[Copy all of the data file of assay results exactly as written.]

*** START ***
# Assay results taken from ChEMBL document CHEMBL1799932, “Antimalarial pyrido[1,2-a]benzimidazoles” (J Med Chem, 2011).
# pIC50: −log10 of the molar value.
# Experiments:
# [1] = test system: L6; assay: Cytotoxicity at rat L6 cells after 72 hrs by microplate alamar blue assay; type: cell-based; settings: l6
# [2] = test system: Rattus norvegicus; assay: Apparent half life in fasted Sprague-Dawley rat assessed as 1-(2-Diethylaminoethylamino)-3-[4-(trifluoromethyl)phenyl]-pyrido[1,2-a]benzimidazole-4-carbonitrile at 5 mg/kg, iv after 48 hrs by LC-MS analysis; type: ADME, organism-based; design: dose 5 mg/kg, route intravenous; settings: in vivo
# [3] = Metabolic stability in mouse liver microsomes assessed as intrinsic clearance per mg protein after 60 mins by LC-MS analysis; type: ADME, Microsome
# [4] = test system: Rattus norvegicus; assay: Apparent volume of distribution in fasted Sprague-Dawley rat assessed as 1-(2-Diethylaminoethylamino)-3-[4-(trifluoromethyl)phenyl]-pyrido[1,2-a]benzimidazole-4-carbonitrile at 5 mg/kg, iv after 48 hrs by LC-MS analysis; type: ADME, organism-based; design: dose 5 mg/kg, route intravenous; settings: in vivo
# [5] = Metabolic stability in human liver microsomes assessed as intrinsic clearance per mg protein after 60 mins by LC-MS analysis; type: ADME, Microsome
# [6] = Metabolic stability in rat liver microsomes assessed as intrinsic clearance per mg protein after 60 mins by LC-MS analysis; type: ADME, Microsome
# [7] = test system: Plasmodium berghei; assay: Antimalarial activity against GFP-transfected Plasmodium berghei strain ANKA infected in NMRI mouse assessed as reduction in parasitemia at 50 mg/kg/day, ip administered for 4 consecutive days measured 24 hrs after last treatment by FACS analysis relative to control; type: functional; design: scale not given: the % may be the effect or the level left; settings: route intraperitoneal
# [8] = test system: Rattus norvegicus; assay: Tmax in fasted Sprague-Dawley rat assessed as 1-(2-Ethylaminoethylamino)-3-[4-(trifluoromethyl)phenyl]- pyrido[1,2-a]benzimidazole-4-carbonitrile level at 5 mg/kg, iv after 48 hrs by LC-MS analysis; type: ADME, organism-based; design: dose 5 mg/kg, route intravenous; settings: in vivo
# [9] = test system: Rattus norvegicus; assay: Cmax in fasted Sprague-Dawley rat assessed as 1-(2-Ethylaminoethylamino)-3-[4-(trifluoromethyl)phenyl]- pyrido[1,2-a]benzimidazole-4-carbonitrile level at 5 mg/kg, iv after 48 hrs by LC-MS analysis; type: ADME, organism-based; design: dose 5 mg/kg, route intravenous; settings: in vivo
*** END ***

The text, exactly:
# Assay results taken from ChEMBL document CHEMBL1799932, “Antimalarial pyrido[1,2-a]benzimidazoles” (J Med Chem, 2011).
# pIC50: −log10 of the molar value.
# Experiments:
# [1] = test system: L6; assay: Cytotoxicity at rat L6 cells after 72 hrs by microplate alamar blue assay; type: cell-based; settings: l6
# [2] = test system: Rattus norvegicus; assay: Apparent half life in fasted Sprague-Dawley rat assessed as 1-(2-Diethylaminoethylamino)-3-[4-(trifluoromethyl)phenyl]-pyrido[1,2-a]benzimidazole-4-carbonitrile at 5 mg/kg, iv after 48 hrs by LC-MS analysis; type: ADME, organism-based; design: dose 5 mg/kg, route intravenous; settings: in vivo
# [3] = Metabolic stability in mouse liver microsomes assessed as intrinsic clearance per mg protein after 60 mins by LC-MS analysis; type: ADME, Microsome
# [4] = test system: Rattus norvegicus; assay: Apparent volume of distribution in fasted Sprague-Dawley rat assessed as 1-(2-Diethylaminoethylamino)-3-[4-(trifluoromethyl)phenyl]-pyrido[1,2-a]benzimidazole-4-carbonitrile at 5 mg/kg, iv after 48 hrs by LC-MS analysis; type: ADME, organism-based; design: dose 5 mg/kg, route intravenous; settings: in vivo
# [5] = Metabolic stability in human liver microsomes assessed as intrinsic clearance per mg protein after 60 mins by LC-MS analysis; type: ADME, Microsome
# [6] = Metabolic stability in rat liver microsomes assessed as intrinsic clearance per mg protein after 60 mins by LC-MS analysis; type: ADME, Microsome
# [7] = test system: Plasmodium berghei; assay: Antimalarial activity against GFP-transfected Plasmodium berghei strain ANKA infected in NMRI mouse assessed as reduction in parasitemia at 50 mg/kg/day, ip administered for 4 consecutive days measured 24 hrs after last treatment by FACS analysis relative to control; type: functional; design: scale not given: the % may be the effect or the level left; settings: route intraperitoneal
# [8] = test system: Rattus norvegicus; assay: Tmax in fasted Sprague-Dawley rat assessed as 1-(2-Ethylaminoethylamino)-3-[4-(trifluoromethyl)phenyl]- pyrido[1,2-a]benzimidazole-4-carbonitrile level at 5 mg/kg, iv after 48 hrs by LC-MS analysis; type: ADME, organism-based; design: dose 5 mg/kg, route intravenous; settings: in vivo
# [9] = test system: Rattus norvegicus; assay: Cmax in fasted Sprague-Dawley rat assessed as 1-(2-Ethylaminoethylamino)-3-[4-(trifluoromethyl)phenyl]- pyrido[1,2-a]benzimidazole-4-carbonitrile level at 5 mg/kg, iv after 48 hrs by LC-MS analysis; type: ADME, organism-based; design: dose 5 mg/kg, route intravenous; settings: in vivo